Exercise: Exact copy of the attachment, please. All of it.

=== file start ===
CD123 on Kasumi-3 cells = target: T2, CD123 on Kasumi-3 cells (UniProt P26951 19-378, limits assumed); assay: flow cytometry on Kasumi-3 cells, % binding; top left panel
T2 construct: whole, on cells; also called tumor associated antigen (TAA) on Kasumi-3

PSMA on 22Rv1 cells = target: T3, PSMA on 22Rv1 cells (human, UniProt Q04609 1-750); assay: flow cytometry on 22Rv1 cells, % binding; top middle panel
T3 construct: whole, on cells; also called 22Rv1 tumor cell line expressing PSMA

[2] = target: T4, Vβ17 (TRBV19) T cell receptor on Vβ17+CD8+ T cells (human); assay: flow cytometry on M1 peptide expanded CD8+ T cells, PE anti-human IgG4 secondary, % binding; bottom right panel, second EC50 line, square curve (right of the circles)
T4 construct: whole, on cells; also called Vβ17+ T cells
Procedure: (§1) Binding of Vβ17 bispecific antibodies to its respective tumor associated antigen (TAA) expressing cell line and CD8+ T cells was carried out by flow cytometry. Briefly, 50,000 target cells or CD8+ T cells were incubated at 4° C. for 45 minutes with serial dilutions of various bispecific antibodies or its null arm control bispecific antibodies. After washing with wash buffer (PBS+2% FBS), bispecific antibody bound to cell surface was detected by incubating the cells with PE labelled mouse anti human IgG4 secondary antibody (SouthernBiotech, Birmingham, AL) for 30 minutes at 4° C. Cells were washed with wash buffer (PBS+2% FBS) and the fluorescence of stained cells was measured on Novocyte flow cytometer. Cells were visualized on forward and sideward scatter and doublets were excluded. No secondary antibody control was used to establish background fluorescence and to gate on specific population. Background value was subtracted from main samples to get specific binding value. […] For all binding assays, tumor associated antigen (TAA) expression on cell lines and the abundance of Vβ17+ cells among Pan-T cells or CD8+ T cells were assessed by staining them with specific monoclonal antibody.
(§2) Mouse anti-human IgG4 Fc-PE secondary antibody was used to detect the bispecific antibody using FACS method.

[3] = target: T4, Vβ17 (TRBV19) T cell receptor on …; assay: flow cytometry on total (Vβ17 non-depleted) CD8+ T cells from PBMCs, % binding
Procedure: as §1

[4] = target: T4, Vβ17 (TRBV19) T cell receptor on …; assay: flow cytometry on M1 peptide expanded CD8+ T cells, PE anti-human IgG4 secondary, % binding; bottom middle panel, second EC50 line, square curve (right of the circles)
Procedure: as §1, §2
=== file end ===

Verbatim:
CD123 on Kasumi-3 cells = target: T2, CD123 on Kasumi-3 cells (UniProt P26951 19-378, limits assumed); assay: flow cytometry on Kasumi-3 cells, % binding; top left panel
T2 construct: whole, on cells; also called tumor associated antigen (TAA) on Kasumi-3

PSMA on 22Rv1 cells = target: T3, PSMA on 22Rv1 cells (human, UniProt Q04609 1-750); assay: flow cytometry on 22Rv1 cells, % binding; top middle panel
T3 construct: whole, on cells; also called 22Rv1 tumor cell line expressing PSMA

[2] = target: T4, Vβ17 (TRBV19) T cell receptor on Vβ17+CD8+ T cells (human); assay: flow cytometry on M1 peptide expanded CD8+ T cells, PE anti-human IgG4 secondary, % binding; bottom right panel, second EC50 line, square curve (right of the circles)
T4 construct: whole, on cells; also called Vβ17+ T cells
Procedure: (§1) Binding of Vβ17 bispecific antibodies to its respective tumor associated antigen (TAA) expressing cell line and CD8+ T cells was carried out by flow cytometry. Briefly, 50,000 target cells or CD8+ T cells were incubated at 4° C. for 45 minutes with serial dilutions of various bispecific antibodies or its null arm control bispecific antibodies. After washing with wash buffer (PBS+2% FBS), bispecific antibody bound to cell surface was detected by incubating the cells with PE labelled mouse anti human IgG4 secondary antibody (SouthernBiotech, Birmingham, AL) for 30 minutes at 4° C. Cells were washed with wash buffer (PBS+2% FBS) and the fluorescence of stained cells was measured on Novocyte flow cytometer. Cells were visualized on forward and sideward scatter and doublets were excluded. No secondary antibody control was used to establish background fluorescence and to gate on specific population. Background value was subtracted from main samples to get specific binding value. […] For all binding assays, tumor associated antigen (TAA) expression on cell lines and the abundance of Vβ17+ cells among Pan-T cells or CD8+ T cells were assessed by staining them with specific monoclonal antibody.
(§2) Mouse anti-human IgG4 Fc-PE secondary antibody was used to detect the bispecific antibody using FACS method.

[3] = target: T4, Vβ17 (TRBV19) T cell receptor on …; assay: flow cytometry on total (Vβ17 non-depleted) CD8+ T cells from PBMCs, % binding
Procedure: as §1

[4] = target: T4, Vβ17 (TRBV19) T cell receptor on …; assay: flow cytometry on M1 peptide expanded CD8+ T cells, PE anti-human IgG4 secondary, % binding; bottom middle panel, second EC50 line, square curve (right of the circles)
Procedure: as §1, §2